On one of those nights, years ago, I asked her, “Does it hurt?”

“Like the devil on Sunday, baby, but it’s only pain. Buckle down and push through. Get the job done.”


She told me that a lot, those first few months after the transfer. My old body was worthless, but my brain was good. The engineers tossed around words I looked up later. Plasticity, neurogenesis, connectomics. Bottom line: the dying, wheelchair-bound sixteen-year-old could make history in the space program. Sign me up!

But the change was hard, often painful. My new home lacked the usual body parts. I was as frustrated as ever, though I was alive.

“You’re lucky to be here, son,” Mama scolded. “Getting a second chance like this. I don’t want to hear you fussing.”


Pain was my worst friend even before the transfer. You think you’d get used to it after a while—that failing nerves would mean numbness—but bodies don’t work that way. They take time to die. They make you pay while you wait.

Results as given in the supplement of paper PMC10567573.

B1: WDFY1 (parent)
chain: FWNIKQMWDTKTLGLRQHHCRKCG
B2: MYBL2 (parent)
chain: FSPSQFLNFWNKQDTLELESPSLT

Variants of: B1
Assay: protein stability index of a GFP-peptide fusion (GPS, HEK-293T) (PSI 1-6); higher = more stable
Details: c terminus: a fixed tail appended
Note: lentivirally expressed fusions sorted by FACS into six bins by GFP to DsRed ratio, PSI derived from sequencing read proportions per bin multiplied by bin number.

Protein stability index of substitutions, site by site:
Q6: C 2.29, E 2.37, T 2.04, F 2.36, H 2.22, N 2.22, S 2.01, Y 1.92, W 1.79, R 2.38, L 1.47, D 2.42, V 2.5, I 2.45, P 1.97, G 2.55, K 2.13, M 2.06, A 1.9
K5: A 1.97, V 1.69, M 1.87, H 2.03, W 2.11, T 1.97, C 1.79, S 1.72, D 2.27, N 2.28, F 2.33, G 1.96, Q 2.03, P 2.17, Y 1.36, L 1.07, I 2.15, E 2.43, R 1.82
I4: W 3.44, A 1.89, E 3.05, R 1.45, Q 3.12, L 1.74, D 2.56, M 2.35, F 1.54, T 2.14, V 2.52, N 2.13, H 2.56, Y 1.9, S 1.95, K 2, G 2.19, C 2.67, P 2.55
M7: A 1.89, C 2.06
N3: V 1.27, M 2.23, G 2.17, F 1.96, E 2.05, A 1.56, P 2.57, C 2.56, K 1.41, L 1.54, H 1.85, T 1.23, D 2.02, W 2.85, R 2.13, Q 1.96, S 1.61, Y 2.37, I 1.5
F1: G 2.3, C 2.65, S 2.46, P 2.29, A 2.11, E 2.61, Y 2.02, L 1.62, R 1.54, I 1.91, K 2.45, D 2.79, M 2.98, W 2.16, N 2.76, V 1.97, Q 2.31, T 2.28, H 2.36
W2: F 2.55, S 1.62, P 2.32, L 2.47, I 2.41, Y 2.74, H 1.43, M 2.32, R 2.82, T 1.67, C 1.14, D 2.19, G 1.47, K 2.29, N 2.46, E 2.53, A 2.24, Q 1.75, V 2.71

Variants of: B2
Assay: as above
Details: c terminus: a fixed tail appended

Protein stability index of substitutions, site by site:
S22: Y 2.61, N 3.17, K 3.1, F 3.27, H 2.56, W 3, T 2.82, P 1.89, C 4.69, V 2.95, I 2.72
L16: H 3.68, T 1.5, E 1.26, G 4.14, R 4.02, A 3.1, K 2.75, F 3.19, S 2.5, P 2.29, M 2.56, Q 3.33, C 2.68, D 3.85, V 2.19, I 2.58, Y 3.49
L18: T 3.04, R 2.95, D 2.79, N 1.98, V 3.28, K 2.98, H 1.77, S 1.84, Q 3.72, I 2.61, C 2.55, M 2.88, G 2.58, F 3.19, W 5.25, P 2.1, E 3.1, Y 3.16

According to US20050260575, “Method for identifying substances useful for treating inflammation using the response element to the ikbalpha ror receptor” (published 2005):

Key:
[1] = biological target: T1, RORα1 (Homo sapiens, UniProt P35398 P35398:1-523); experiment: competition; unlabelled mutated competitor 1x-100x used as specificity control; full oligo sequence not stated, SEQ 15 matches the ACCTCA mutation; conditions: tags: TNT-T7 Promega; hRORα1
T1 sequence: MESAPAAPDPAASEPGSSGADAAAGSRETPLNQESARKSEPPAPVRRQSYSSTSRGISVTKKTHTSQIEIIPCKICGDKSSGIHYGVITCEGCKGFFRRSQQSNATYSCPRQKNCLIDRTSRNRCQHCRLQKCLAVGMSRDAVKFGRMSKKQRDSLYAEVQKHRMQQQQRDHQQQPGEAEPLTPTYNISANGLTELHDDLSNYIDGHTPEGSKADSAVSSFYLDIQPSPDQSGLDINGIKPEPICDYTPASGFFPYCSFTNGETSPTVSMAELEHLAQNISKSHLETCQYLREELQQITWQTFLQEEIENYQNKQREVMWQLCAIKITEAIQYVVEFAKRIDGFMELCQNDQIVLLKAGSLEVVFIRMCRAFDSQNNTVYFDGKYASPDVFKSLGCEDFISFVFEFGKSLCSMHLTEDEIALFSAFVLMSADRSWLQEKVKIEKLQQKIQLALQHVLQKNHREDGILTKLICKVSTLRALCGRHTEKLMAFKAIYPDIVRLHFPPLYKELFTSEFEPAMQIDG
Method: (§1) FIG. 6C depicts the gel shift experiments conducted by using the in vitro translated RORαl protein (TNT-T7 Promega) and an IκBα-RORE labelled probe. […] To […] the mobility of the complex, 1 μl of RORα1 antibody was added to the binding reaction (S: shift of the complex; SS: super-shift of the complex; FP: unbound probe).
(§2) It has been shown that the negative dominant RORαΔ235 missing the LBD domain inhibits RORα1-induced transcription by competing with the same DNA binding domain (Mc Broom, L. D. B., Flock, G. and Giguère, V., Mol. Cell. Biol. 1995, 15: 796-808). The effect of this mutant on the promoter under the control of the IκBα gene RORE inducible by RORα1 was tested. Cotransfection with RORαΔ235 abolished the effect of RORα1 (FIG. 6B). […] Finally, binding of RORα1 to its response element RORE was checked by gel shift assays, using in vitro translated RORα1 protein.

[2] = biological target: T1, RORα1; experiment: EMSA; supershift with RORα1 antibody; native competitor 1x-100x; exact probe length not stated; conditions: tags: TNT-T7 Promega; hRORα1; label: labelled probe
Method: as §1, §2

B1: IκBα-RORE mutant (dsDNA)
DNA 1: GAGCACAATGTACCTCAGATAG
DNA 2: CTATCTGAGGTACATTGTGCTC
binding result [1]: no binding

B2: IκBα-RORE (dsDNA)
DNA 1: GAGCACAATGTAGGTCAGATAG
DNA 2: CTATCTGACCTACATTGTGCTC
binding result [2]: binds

Sometimes Mama couldn’t afford the co-pay for my drugs. Sometimes I went days without pain medication while we waited for the pharmacy to reach the doctor, because the government thought Mama might be dealing drugs. As if she had time for that.


I tried to ignore the phantom chill of space. I could handle the discomfort—I’d been through worse in my old body—but the sensation disturbed me. I slept, my only escape.

“Toby, this is Houston with a signal check.”

I woke.

“I hear you loud and clear, Houston.”

“We’ve uploaded the latest numbers for your lunar orbit insertion. Engine readouts look good. How are things at your end?”

Text can’t betray chattering teeth. Not that I had any, but that’s how cold I felt. I wanted my mother’s warm bulk against me. We’d shared a bed long past the age when kids and parents typically stop, but needing someone to roll you over at night isn’t typical.

“Houston, I’d like to talk to my mother.”

Is it wrong for a nineteen-year-old man—if you could still call me a man—to ask for his mama?

“We can patch her in.”

After a few minutes, she spoke. “I’m here. What’s the matter, baby?”

“I’m really cold. Freezing. It’s hard to think.”

The seconds stretched like tiny eternities. Do we ever lose the fear of disappointing our mothers?

“Toby, this is Doctor Keil. Does the sensation decrease with auditory input?”


“What about visual?”

“Maybe? There isn’t much to see at the moment.”